As the story of the New Testament further unfolds, the strong responses to the cross continue to be portrayed in the epistles. In I Cor. 1 the apostle Paul writes to Christians at Corinth. Corinth is the center of a lot of Greek philosophy and Greek thinking and of worldly living. The apostle Paul says that his task has been "to preach the word of the cross," in verse 18. But in verses 23 and 24, the responses to the cross are interesting. "But we preach Christ crucified, a stumbling block to the Jews or folly (or foolishness) to Gentiles, but to those who are called, both Jews and Greeks, Christ the power of God and the wisdom of God."

There are three terms Paul uses here which are picturesque, and they all show strong, passionate feelings in response to Jesus. The first idea is the thought of his being foolishness, folly. To the Gentile world, the cross was a kind of death which was reserved for the worst kind of criminals, the dregs of society, the only ones who would be crucified. To have somebody who had suffered that kind of death, and to claim that this is a divine being who has now brought forth deliverance and salvation by that death, that thought was pictured as the worst kind of craziness. The earliest picture that has ever been discovered of the crucifixion is something intended to suggest that the idea was just ridiculous. It is a piece of graffiti, a drawing from the 2nd Century - that would be the 100s A.D. It was discovered on the Palatine Hill in Rome on the wall of a house that is considered by some scholars to have been used as a school for imperial pages. It is a caricature or a cartoon. A crude drawing depicts stretched out on a cross a man who has the head of a donkey, and to the left of that picture there stands another man who is portrayed as being in worship. Unevenly scribbled underneath that picture are the words, "Alexqmenos worships God." That picture is preserved right now in the Kircherian Museum in Rome, and it is a way of stating what the Gentile world thought of the idea that the Son of God would save by being sacrificed in crucifixion. The word for that foolishness that the Gentiles saw on the cross is the word that we get "moron" from. It is not just a joke. It is an insulting joke that they regard of the cross.

On the other hand, Paul says to the Jews, "Christ crucified is a stumbling block." That term is the word from which we get the English "scandalous." To the Jewish way of thinking at the time, it was as scandalous as any kind of a terrible, scandalous story that might appear in our press now. You see, the Jews regarded being hanged on a cross in crucifixion as equivalent to being hanged on a tree. And the Old Testament said that anyone who died by being hanged on a tree was under a curse from God (Deut. 21:23). And for Jesus to be hanged on the cross would be saying that he was under the curse of God. And to say that he was the Messiah and the Savior would be saying that someone under the curse of God would be the long-awaited Messiah and the Savior of the world. To the Jewish mind, that could and would not be accepted.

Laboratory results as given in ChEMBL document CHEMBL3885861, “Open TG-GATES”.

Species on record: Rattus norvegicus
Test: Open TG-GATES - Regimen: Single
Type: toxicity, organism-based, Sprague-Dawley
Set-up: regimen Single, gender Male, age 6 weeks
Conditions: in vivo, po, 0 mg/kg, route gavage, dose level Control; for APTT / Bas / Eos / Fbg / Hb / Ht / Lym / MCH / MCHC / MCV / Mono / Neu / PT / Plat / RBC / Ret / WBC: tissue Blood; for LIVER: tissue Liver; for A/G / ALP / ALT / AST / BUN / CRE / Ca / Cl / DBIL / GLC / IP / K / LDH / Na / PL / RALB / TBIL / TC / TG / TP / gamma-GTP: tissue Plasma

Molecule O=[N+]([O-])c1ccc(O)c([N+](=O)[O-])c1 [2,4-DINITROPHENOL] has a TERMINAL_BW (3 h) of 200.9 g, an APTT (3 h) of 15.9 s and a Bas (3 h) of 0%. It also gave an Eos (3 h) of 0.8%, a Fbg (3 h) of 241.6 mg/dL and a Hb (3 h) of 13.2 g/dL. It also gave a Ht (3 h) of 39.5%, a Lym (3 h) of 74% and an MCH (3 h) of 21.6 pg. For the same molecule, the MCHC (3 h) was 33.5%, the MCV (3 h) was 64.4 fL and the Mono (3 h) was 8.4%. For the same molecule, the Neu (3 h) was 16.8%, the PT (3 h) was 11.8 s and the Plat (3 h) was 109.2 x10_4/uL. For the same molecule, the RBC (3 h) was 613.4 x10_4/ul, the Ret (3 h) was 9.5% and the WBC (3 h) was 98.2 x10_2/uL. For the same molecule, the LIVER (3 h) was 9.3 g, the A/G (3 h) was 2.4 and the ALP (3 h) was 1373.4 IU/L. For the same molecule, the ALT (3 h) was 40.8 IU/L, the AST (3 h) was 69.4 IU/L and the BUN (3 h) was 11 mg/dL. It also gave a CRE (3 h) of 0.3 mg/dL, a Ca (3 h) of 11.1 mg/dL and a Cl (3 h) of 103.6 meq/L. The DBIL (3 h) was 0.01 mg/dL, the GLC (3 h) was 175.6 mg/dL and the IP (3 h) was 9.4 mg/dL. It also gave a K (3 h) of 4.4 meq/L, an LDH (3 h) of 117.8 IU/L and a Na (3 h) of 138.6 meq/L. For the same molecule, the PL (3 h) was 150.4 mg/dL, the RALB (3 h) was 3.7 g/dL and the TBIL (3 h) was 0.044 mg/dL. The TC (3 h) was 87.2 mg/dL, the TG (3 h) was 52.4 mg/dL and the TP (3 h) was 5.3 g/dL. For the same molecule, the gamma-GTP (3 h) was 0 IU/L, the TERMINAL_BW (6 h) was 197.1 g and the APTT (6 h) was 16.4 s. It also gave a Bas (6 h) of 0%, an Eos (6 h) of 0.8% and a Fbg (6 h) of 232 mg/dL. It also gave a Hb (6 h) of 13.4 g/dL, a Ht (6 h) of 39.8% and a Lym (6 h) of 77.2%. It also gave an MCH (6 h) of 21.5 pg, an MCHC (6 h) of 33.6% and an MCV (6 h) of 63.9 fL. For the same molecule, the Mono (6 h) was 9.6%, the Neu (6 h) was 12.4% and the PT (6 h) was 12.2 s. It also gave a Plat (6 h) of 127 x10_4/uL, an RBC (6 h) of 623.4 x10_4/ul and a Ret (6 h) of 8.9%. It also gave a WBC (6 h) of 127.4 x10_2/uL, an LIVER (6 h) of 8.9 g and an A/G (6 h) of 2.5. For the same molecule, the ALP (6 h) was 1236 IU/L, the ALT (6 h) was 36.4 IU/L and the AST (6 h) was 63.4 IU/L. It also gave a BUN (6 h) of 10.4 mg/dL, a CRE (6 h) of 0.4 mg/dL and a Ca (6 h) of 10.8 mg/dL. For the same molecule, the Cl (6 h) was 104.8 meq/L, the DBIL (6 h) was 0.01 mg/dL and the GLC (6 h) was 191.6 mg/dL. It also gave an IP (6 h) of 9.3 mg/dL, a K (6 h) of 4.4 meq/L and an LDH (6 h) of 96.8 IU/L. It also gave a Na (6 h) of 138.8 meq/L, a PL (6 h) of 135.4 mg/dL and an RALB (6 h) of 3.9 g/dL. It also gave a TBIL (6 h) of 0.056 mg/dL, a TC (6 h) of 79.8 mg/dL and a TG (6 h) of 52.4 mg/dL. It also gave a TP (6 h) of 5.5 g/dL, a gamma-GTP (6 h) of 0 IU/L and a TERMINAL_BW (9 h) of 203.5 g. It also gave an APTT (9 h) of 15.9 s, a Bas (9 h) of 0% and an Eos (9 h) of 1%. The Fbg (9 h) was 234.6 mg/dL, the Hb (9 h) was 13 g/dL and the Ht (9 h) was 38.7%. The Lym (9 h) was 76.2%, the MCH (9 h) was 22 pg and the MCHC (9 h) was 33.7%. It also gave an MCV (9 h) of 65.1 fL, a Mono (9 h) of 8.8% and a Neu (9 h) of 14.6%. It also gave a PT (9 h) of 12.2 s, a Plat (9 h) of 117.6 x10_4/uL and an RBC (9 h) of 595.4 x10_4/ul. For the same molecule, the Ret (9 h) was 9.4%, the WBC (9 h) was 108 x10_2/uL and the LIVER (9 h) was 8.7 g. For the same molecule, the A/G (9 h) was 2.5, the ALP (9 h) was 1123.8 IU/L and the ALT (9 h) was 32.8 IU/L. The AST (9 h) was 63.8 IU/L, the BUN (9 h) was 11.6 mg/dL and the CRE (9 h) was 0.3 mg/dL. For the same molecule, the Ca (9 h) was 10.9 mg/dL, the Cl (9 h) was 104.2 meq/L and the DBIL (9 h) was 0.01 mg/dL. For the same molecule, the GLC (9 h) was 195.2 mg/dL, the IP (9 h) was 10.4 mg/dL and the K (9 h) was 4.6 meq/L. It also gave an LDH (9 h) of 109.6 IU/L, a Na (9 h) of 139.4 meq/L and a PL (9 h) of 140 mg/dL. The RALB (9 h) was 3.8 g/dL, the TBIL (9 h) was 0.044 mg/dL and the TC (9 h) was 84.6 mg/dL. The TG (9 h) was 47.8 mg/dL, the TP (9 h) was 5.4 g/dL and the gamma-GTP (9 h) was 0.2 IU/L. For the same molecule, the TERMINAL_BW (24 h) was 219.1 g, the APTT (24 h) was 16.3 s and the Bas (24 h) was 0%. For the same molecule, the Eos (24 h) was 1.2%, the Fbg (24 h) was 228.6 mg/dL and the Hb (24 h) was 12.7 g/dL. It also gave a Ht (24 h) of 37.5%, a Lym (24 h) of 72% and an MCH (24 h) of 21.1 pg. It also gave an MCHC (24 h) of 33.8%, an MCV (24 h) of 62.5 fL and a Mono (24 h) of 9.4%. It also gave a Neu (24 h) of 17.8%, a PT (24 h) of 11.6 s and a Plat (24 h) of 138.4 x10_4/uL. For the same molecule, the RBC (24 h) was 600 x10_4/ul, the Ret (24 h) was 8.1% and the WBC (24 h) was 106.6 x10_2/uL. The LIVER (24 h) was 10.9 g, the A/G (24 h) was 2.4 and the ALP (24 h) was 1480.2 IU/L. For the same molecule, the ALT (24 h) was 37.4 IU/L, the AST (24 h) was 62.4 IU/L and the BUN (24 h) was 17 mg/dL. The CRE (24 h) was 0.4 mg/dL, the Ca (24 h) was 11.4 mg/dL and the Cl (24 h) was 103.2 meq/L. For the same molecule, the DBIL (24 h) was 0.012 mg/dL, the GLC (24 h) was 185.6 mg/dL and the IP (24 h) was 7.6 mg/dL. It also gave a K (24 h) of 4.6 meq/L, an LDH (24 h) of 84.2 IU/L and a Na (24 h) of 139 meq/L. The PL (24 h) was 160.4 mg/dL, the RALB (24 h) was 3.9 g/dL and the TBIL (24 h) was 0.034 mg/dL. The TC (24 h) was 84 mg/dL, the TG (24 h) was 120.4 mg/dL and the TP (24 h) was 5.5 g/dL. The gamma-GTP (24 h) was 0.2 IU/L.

The third idea that Paul brings up here is for us who believe. He says in our case the cross is the power of God. The word that he uses here is the Greek term that we get our English "dynamite" from. Powerful, so powerful, that it can change our hearts and change our thinking, change our relationship to God, and change our eternal destiny.

Which is it with you and me? Is the preaching of the cross to us moronish? Is it scandalous? Or is it dynamite? It would be the shame of shames if in this world which responds so strongly to the word of the cross that the only place where that idea is taken for granted, and the only place it puts us to sleep, and the only place it is old news would be in the Lord's church itself! G.C. Brewer some years ago made a statement thatpresses this point home: "Have you no place in your heart's affection for a savior like this? Can you look with indifference on the suffering Son of God as he hangs bleeding and dying on the cross for you? God loves you. Jesus died fo you. Angels are concerned for you. Can you, the one who should be most interested, be indifferent and unconcerned? The sun refused to shine on the crucifixion of Jesus. Can you look upon it without a blush? The earth trembled when the Savior died? Can you contemplate it without a tremor? The solid rocks were rent. Can your heart remain unbroken?" That is thought provoking to me.


The preaching of the word of the cross has always brought strong responses from people. The question is, why? Why is it doing so today in our society? What is there about the word of the cross that is so difficult for people to hear and to accept? We might mention two or three things. One is that it actually happened. The idea that the Son of God became flesh and dwelt among us and then ended up being crucified and intentionally giving himself there. That thought has been rejected by many. For example, a key concept about Jesus in Islam is that it never happened. The idea that it was necessary for the Messiah, the anointed one, this great prophet sent from God to be offered up in such a manner as this is regarded as being something that is not needed. Allah would never allow someone who was not guilty to bear somebody else's penalty. And so, Islam has the idea that Jesus was not really offered on the cross; that he was secretly ushered away and that either Judas or Simon of Cyrene was crucified there instead of Jesus. Well, you will say that you don't want to go that far, but there are still plenty of people in the world who will deny that the crucifixion of Jesus is a fact of history, even though the evidence of it is so strong even outside the pages of scripture.